We’ve just returned from a weekend in the New Forest, where we attended the wedding of a good friend of ours (film director Gerald McMorrow, who’s been scripting The Glamour – more on this soon, watch this space) and then spent a morning wandering around Milford-on-Sea, the little town Chris got to know very well during the 1970s when it played host to the annual Milford SF Writers’ Workshop. It’s not the first time we’ve called in there, mainly because I love hearing Chris’s stories about the place. A lot of writers passed through Milford – Richard Cowper, John Brunner, Chip Delany, Lisa Tuttle, Neil Gaiman, Nicola Griffith, Rob Holdstock, Alastair Reynolds and Brian Aldiss to name but a few – and the workshop is undoubtedly a unique little slice of UK SF history.

We walked out along Hurst Spit towards the castle (where Charles 1 was imprisoned immediately prior to his execution – there’s something I never knew before now). The sunshine was so bright it turned the water to metal. Difficult to believe it was February.

Now back to working on the story I began writing last week – this is another of my SE12 stories, closely related to both ‘Wilkolak’ and ‘The Tiger’ and which I am hoping to submit to Tartarus Press for their Strange Tales 1v anthology. It’s good to be writing.

Watching: Benh Zeitlin’s remarkable film Beasts of the Southern Wild.

Reading: Gordon Burn’s Happy Like Murderers. This man can write. Truly. It’s a privilege to read him.

Hurst Castle - photo by Ian Stannard

Milford mudflats from Hurst Spit - photo by Chris Priest

Bellony at Lightspeed

I’m thrilled to announce that my novella Bellony, which originally appeared in the Eibonvale Press anthology Blind Swimmer, will be reprinted in the April issue of the very wonderful Lightspeed magazine. Lightspeed publishes some of the best shortform fantasy and SF around – the current issue features stories by Genevieve Valentine, John Crowley and Robert Reed – and I’m delighted that Bellony will be finding its way out to a whole new audience. The issue will also feature a mini-interview with me – I’m working on that right now. The questions they’ve come up with are fascinating.

Another very pleasing piece of news is that my novella Spin should be going to press in the near future. Having now handled and read the first in the TTA Novellas series, Mike O’Driscoll’s excellent Eyepennies, this is something I’m even more excited about than I was before. These little books are truly wonderful – beautifully designed and produced, lovely to hold and with an elegant and clear layout that’s a pleasure to read. At £25 for the complete set of 5, the TTA Novellas subscription offer really is superb value for money and I’m very much looking forward to reading the other titles in the series as they appear.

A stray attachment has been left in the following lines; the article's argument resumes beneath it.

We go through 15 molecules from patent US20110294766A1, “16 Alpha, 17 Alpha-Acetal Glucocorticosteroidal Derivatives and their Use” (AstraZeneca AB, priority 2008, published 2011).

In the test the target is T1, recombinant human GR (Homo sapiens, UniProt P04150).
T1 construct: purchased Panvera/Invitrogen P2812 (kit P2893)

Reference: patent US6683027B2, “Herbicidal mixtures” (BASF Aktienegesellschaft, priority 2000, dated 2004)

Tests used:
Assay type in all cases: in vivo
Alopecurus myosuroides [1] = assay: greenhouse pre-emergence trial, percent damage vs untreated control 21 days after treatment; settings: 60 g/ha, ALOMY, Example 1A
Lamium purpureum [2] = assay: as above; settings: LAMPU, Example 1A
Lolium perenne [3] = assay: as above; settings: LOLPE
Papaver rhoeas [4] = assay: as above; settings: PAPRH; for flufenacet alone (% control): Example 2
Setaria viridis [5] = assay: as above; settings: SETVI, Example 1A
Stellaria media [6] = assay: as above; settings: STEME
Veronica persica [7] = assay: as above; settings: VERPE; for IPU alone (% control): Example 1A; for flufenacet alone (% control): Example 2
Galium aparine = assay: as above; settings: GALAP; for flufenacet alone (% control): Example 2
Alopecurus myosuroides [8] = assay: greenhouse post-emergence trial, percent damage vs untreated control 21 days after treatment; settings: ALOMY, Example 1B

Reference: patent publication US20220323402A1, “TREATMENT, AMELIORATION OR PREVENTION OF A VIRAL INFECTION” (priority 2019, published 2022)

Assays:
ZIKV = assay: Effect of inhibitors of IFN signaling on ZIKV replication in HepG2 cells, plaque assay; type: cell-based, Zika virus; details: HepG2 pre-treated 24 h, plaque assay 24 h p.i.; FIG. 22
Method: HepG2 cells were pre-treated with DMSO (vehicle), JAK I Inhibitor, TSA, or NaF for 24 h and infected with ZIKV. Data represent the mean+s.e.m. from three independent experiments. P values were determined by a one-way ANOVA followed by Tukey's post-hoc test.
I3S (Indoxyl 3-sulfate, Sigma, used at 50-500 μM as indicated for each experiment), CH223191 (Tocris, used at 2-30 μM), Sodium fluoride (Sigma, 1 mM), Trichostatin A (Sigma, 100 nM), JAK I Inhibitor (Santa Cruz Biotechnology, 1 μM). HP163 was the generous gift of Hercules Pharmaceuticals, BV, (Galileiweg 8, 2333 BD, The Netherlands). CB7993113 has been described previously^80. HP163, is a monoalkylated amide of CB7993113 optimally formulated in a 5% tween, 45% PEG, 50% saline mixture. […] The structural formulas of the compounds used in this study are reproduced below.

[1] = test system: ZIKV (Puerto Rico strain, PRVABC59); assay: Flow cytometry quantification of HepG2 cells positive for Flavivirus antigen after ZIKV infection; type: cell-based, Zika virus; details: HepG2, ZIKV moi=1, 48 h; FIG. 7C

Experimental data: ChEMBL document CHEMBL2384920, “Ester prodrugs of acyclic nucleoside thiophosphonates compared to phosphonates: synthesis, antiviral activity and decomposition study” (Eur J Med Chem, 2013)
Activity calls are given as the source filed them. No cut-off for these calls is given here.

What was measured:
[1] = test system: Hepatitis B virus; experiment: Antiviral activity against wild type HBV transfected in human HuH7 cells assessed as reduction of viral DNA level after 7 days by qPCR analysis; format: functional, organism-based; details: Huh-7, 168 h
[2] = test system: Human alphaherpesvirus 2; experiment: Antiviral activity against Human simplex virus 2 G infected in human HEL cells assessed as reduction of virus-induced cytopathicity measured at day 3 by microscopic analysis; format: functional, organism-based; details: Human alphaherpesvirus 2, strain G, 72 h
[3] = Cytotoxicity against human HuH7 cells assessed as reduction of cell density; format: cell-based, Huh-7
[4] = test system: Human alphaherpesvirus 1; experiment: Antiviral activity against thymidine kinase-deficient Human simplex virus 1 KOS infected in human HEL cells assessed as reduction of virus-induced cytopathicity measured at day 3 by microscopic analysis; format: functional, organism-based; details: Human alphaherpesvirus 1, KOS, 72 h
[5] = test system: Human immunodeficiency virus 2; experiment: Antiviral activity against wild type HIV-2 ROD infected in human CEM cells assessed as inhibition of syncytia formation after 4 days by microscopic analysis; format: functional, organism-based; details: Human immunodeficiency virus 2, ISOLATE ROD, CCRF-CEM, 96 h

Aside from nipping up and down to London a couple of times on various errands, I’ve spent most of the past week at my keyboard, working on the third draft of What Happened to Maree. The book is now almost 20,000 words lighter – a lot of the joy in redrafting lies in cutting words! – and the whole thing feels smoother and cleaner and more free-flowing as a result. There’s been a pretty radical restructuring, too. Anyone who was at my BSFA gig back in October might be interested to know that the section I read out no longer exists…

Reading: Helen Marshall’s extraordinary debut collection Hair Side, Flesh Side. Wonderfully original, lyrical, and delightfully dark. Kind of like Borges mixed with (Clive) Barker and a generous pinch of HPL thrown in for good measure. I am loving it.

Watching (for the fourth time): Michael Mann’s Thief. Awesome. That opening sequence – second to none.

Thinking about (very cautiously): new work.

Flight from reason

I like books and films about people who fly aeroplanes for a living. William Langewiesche’s books Fly by Wire and Aloft both proved heart-poundingly exciting for me, the very best kind of serious, elegantly written, passionate investigative writing, and with enough dramatic tension to sink a dozen more conventional thrillers. Last year I finally sat down to watch Philip Kaufman’s The Right Stuff, with mixed expectations (at 193 minutes a film better have a reason for existing or you’d walk out in protest) and even now some many months later I’m still a little in love with Sam Shepard’s Chuck Yeager, and the movie seems unlikely to be dislodged from its joint pole position (with Tarkovsky’s Solaris) at the top of my personal pantheon of cinema any time soon.

I could go on about how weird this all is, given that I am a very nervous flyer to say the least, but we’ll save that for another day. But from what I’ve written above you’d probably have no trouble in guessing that I was very much looking forward to Robert Zemeckis’s new movie Flight, starring Denzel Washington as a maverick airline captain, fighting to save his reputation after an investigation into a fatal air accident proves that he was drunk at the controls. Even the trailer had my pulse racing. I couldn’t wait.